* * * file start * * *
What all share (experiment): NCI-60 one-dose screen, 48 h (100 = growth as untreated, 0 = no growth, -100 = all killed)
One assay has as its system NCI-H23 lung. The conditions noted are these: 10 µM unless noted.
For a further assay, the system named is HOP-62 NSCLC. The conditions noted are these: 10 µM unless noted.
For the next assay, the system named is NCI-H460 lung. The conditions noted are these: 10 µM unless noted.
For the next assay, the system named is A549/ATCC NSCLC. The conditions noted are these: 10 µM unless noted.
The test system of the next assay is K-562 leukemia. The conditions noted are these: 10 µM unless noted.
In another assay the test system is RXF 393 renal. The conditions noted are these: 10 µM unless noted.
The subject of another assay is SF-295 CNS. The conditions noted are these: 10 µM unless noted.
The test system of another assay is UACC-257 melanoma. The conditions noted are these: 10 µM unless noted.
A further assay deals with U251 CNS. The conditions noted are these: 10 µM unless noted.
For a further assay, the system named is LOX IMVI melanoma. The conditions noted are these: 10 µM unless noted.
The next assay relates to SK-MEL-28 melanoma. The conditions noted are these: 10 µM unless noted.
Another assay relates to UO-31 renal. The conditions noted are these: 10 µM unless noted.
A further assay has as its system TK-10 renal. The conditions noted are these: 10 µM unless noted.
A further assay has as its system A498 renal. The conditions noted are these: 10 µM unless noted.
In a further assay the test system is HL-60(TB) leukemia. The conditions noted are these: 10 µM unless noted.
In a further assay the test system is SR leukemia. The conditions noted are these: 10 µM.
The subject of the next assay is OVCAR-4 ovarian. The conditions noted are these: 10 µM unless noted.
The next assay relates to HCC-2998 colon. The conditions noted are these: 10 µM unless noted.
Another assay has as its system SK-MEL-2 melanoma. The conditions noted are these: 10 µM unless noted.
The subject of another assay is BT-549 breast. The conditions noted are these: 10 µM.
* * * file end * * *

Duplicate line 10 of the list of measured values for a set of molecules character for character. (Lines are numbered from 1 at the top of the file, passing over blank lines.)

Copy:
A further assay deals with U251 CNS. The conditions noted are these: 10 µM unless noted.